When real economic growth finally takes hold and unemployment rates begin to fall, it might be a lot easier to believe that the American workforce can actually return to business as usual. But positive numbers alone will not be enough to predict future success. The re-set of the global economy has magnified the real challenge facing U.S. business. Unless our nation adopts a strategy for the ongoing education and training of our workers, their prosperity - and America's business leadership - will be at risk, even after the economy recovers.
It's clearly time to make education - with a major focus on lifelong learning - a top priority.
American workers are the most productive in the world, but they are losing their education advantage. Globally, America ranks second to last - behind only Italy - among developed nations in postsecondary completion rates.
America's declining education level is on a collision course with a growing global demand for more skilled workers. More and more of today's jobs require ever-higher levels of education and skills - not only jobs in high technology or other traditionally white-collar industries, but all jobs. Nearly three quarters of the occupations that are expected to grow over the next six years, notably registered nurses, teachers, accountants, computer software engineers and auditors and business operations specialists, will call for credentials beyond a high school diploma. Meanwhile, demand for lower-skill jobs is falling. For example, it is estimated that by 2016, U.S. employers will need 200,000 fewer stock clerks and cashiers than in 2006.
Clearly, we are not doing enough to help and encourage our workforce to keep up. If fact, we make it difficult for people to develop the skills they need to advance in their careers. Education and training demand a worker's time, money, commitment and follow-through. They mean sorting through a deluge of advertisements for training, continuing education, distance learning, online courses and trade schools--and making sense of what these programs really offer. They also require an understanding of what you should study and how your investment will pay off.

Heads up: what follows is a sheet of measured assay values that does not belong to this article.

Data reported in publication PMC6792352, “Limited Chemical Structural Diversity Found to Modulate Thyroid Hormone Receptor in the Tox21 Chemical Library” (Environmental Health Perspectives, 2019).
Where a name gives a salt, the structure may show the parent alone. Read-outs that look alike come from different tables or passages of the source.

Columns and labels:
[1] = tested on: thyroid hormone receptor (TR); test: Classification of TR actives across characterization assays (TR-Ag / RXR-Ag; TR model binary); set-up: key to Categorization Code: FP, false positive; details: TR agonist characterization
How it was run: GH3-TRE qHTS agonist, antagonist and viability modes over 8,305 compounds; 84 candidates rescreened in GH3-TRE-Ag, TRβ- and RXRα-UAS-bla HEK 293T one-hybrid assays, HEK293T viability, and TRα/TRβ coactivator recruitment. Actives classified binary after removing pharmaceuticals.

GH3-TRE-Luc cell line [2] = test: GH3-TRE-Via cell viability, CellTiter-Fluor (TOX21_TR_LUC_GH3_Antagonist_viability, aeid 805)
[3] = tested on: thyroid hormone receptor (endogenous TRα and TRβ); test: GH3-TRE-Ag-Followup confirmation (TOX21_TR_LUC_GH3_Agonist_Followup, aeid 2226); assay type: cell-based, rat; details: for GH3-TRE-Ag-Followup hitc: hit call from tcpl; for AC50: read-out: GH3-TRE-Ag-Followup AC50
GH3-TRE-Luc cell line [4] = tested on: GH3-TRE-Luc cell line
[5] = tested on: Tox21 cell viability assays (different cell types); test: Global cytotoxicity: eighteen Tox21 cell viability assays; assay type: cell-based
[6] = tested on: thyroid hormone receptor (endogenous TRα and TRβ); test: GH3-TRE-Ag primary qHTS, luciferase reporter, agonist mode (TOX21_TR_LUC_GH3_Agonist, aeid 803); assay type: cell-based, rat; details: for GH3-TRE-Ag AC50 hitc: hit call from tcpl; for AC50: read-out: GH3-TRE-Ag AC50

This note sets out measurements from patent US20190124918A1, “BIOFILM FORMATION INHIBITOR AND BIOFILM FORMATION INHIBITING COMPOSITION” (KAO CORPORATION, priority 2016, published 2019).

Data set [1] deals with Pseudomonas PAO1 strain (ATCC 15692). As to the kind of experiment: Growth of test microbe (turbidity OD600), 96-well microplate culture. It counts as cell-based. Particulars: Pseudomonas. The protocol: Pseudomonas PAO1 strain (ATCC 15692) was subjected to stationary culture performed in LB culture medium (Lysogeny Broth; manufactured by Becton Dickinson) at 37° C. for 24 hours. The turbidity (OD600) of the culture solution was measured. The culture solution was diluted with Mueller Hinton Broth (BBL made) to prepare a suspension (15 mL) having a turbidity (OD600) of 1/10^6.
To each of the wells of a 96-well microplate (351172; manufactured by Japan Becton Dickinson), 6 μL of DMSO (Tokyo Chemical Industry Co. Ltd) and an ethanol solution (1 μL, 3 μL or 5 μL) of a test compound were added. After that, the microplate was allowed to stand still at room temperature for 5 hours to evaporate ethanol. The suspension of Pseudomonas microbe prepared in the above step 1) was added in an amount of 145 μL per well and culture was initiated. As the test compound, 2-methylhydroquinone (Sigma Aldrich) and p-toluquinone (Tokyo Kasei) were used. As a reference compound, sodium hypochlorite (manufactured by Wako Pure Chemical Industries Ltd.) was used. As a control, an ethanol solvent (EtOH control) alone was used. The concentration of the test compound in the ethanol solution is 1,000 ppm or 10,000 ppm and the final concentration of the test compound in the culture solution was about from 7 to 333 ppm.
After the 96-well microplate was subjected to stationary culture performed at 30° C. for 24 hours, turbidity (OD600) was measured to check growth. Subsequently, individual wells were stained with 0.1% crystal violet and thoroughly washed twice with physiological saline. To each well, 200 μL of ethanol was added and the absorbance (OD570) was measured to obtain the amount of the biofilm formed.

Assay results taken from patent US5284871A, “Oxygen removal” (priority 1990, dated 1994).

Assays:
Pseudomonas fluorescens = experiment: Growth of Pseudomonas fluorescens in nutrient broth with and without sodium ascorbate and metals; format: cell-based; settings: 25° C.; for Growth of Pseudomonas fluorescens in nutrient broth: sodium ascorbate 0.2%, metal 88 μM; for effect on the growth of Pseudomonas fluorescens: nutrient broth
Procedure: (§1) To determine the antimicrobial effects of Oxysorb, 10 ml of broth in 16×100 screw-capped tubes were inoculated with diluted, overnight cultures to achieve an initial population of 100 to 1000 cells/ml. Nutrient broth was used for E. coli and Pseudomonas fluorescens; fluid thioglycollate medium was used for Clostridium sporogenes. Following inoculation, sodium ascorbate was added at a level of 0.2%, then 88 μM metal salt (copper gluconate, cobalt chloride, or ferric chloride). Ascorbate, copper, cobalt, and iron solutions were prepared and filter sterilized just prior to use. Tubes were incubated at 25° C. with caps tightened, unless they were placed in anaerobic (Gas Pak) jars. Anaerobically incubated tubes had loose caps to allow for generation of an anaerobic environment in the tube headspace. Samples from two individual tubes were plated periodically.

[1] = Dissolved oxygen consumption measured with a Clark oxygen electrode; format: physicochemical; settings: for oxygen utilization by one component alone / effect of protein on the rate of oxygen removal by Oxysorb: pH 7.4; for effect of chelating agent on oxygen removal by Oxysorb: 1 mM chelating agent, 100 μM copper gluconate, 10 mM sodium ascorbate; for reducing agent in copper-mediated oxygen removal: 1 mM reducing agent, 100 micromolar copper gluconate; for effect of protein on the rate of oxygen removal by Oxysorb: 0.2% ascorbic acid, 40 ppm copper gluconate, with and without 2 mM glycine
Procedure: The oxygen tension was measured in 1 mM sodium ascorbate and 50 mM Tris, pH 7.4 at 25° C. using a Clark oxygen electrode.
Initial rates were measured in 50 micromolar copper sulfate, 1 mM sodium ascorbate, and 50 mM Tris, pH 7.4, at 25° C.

Over the past year, I have chaired an independent commission convened by Business Roundtable charged with finding fresh ideas for how Americans can better obtain the knowledge and skills they need to compete and succeed in the global economy. Our group of experts--entrepreneurs, labor leaders, educators, governors, researchers, social networking experts and foundation leaders--came up with a short list of urgent recommendations.
As a first step, we need to do a better job communicating the value of education so that we can raise our country's abysmal graduation rates. We believe our recommendations can drive a double-digit increase in postsecondary graduation rates over the course of the next two decades.
We also need incentives to help build a better workforce. Eighty-one percent of workers we surveyed say they are interested in pursuing education or training outside the workplace, but such obstacles as inconvenience, cost and concerns about customization and accreditation hold them back. We must reward students who complete education and training programs. Schools that have a track record in getting students to graduate and secure a job should receive more funding than schools that just excel in attracting students.
We should unlock the value of community colleges and two-year institutions, which have enormous potential for advancing workers' earning power, revitalizing local economies and providing an "on ramp" to higher education.
And we must invest in more cost-effective models of higher education. With its skyrocketing costs, the current system is simply not sustainable. It is time to develop a variety of convenient, affordable and flexible education and training models that better meet students' and workers' needs. Online education is a promising move in this direction.
Every sector of our society has a role to play. Employers should communicate more clearly their labor needs and which skills and credentials they seek so that workers know which investments to make. Businesses can also take the lead in developing national standards for credentialing programs and accepting these certificates so that workers who pursue them can increase their earnings and build a career path. Government can do a better job making information about emerging industries, job growth and education and skill requirements more easily accessible and up-to-date.
On average, today's typical worker will change jobs or careers an astonishing 10 times in a lifetime. A national commitment to lifelong learning will be the springboard that can help workers get ahead and stay ahead as they navigate a rapidly-changing marketplace. All of us must do all we can to foster lifelong learning. For starters, business can help by placing a greater value on training and supporting employees who seek to upgrade their skills. And government can create tax-free lifelong learning accounts to which workers and employers can contribute. The possibilities are endless.
Although it will require a major cultural shift, ensuring a well-educated, well-trained workforce is imperative if our country is to stay competitive globally and if Americans are to continue to prosper in the coming decades.
William D. Green is Chairman and CEO of Accenture. He serves as Chairman of Business Roundtable's Education, Innovation and Workforce Initiative and as Chairman of The Springboard Project, an independent commission on workforce issues.
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